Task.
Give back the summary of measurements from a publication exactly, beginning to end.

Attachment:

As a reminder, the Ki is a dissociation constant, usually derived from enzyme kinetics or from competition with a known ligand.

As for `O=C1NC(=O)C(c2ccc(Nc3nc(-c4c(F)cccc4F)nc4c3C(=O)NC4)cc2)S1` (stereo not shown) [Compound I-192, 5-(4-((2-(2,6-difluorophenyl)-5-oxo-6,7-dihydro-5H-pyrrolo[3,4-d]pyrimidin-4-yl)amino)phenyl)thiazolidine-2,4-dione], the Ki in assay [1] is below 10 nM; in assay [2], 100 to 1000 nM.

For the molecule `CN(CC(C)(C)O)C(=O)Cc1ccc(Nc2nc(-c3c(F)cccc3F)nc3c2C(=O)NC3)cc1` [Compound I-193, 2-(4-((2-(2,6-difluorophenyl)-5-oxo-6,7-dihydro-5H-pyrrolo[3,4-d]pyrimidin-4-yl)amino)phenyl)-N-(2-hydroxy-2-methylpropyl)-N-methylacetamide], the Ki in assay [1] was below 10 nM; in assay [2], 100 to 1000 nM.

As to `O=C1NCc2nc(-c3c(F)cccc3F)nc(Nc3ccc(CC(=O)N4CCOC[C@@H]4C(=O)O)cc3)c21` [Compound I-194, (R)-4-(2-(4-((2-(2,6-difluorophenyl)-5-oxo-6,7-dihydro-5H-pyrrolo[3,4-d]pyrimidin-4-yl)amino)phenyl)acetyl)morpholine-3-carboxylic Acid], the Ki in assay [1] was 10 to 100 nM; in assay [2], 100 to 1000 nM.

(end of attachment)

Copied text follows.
As a reminder, the Ki is a dissociation constant, usually derived from enzyme kinetics or from competition with a known ligand.

As for `O=C1NC(=O)C(c2ccc(Nc3nc(-c4c(F)cccc4F)nc4c3C(=O)NC4)cc2)S1` (stereo not shown) [Compound I-192, 5-(4-((2-(2,6-difluorophenyl)-5-oxo-6,7-dihydro-5H-pyrrolo[3,4-d]pyrimidin-4-yl)amino)phenyl)thiazolidine-2,4-dione], the Ki in assay [1] is below 10 nM; in assay [2], 100 to 1000 nM.

For the molecule `CN(CC(C)(C)O)C(=O)Cc1ccc(Nc2nc(-c3c(F)cccc3F)nc3c2C(=O)NC3)cc1` [Compound I-193, 2-(4-((2-(2,6-difluorophenyl)-5-oxo-6,7-dihydro-5H-pyrrolo[3,4-d]pyrimidin-4-yl)amino)phenyl)-N-(2-hydroxy-2-methylpropyl)-N-methylacetamide], the Ki in assay [1] was below 10 nM; in assay [2], 100 to 1000 nM.

As to `O=C1NCc2nc(-c3c(F)cccc3F)nc(Nc3ccc(CC(=O)N4CCOC[C@@H]4C(=O)O)cc3)c21` [Compound I-194, (R)-4-(2-(4-((2-(2,6-difluorophenyl)-5-oxo-6,7-dihydro-5H-pyrrolo[3,4-d]pyrimidin-4-yl)amino)phenyl)acetyl)morpholine-3-carboxylic Acid], the Ki in assay [1] was 10 to 100 nM; in assay [2], 100 to 1000 nM.